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Most horses in most races would fall within the profile range for energy distribution. Narrow the range and it doesn't work.
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Old 08-12-2022, 09:13 AM   #39
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I believe energy distribution and track profiles are much better for eliminations than selections.
I understand what you are saying. You are trying to find horses that match the demands of the track and conditions of the race. But there must also be a way to use the internals to evaluate performances better. The formulas I've seen seem to miss the mark. Not that I have one that I've tested that will work better. I just always felt something that could be created.
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Old 08-12-2022, 09:36 AM   #40
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I understand what you are saying. You are trying to find horses that match the demands of the track and conditions of the race. But there must also be a way to use the internals to evaluate performances better. The formulas I've seen seem to miss the mark. Not that I have one that I've tested that will work better. I just always felt something that could be created.
The Sartin Methodology has 7 basic factors that can be used to rank horses. The composite of those rankings is a generally good measure and many winners come from the top 5.

But I find that the best evaluation is the pace setup and determining whether the winner will run from the front end or the rear and which ability will prevail in the late stages of the race. It's not something that can be ascertained by looking at the individual numbers of a single horse or even by simple mechanical comparisons of a few numbers. It is the interaction among the horses that has to be evaluated.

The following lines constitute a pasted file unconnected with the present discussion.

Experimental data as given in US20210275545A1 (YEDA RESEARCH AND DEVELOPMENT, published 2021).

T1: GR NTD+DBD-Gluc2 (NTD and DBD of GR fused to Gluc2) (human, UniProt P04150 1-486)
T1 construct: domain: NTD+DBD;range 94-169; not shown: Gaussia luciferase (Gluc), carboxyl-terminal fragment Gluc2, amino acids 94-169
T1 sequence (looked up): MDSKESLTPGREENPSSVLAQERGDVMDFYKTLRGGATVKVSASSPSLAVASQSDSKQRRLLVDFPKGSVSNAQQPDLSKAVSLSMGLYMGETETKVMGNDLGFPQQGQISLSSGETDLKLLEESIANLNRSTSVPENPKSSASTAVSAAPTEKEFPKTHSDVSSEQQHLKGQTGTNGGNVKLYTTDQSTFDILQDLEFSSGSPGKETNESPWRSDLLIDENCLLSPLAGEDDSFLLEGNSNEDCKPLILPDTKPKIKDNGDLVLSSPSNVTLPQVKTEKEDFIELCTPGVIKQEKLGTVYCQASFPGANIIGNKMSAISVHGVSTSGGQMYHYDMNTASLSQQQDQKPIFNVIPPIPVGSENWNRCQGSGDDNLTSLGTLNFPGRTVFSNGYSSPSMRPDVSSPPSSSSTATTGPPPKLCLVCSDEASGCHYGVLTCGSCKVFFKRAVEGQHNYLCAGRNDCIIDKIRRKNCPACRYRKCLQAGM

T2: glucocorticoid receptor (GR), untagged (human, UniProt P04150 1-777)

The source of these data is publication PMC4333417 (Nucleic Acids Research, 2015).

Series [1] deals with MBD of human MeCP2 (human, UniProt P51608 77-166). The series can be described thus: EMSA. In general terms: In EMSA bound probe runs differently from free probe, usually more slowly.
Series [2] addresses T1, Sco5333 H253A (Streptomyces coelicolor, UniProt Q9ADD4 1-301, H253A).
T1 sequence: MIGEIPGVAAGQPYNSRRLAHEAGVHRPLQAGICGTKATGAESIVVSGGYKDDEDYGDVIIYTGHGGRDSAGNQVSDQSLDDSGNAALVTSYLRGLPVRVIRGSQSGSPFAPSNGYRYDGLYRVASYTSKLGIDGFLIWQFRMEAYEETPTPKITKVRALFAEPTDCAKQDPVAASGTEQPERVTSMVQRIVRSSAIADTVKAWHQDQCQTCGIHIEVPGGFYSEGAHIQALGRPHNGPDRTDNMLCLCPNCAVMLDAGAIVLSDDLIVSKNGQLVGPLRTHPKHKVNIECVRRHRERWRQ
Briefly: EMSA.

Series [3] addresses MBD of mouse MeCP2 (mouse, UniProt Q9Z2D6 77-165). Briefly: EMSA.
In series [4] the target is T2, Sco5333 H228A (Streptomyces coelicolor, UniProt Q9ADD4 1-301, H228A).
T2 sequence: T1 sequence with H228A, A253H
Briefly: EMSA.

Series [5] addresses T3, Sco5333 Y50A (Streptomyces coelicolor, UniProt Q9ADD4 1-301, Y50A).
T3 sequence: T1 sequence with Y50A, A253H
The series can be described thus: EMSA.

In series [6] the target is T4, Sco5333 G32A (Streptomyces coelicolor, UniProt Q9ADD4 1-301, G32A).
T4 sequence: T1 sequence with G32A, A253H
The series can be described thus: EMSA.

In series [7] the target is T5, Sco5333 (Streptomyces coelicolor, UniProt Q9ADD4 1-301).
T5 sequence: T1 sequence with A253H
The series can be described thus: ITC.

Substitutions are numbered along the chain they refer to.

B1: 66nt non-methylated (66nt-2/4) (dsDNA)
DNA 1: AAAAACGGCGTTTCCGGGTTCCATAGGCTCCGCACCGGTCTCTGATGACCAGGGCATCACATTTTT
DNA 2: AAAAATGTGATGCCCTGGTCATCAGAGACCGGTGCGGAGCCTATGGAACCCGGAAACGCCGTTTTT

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Old 08-12-2022, 10:03 AM   #41
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The Sartin Methodology has 7 basic factors that can be used to rank horses. The composite of those rankings is a generally good measure and many winners come from the top 5.

But I find that the best evaluation is the pace setup and determining whether the winner will run from the front end or the rear and which ability will prevail in the late stages of the race. It's not something that can be ascertained by looking at the individual numbers of a single horse or even by simple mechanical comparisons of a few numbers. It is the interaction among the horses that has to be evaluated.
And, of course, the pace line selected makes a lot of difference.
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Old 08-12-2022, 11:31 AM   #42
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And, of course, the pace line selected makes a lot of difference.
IMO, you have to be careful with pace line selection.

If you explain why almost any horse won, you can find a reason using pace line selection. But you don't want to build biases into your thinking that are not backed by data.
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Old 08-12-2022, 11:57 AM   #43
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Isn't picking one paceline kind of like missing the wedding and showing up for the funeral?
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Old 08-12-2022, 01:23 PM   #44
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Isn't picking one paceline kind of like missing the wedding and showing up for the funeral?
Isn't picking two pacelines like kissing your sister?
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Old 08-12-2022, 01:26 PM   #45
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IMO, you have to be careful with pace line selection.

If you explain why almost any horse won, you can find a reason using pace line selection. But you don't want to build biases into your thinking that are not backed by data.
Of course. There always has to be validity.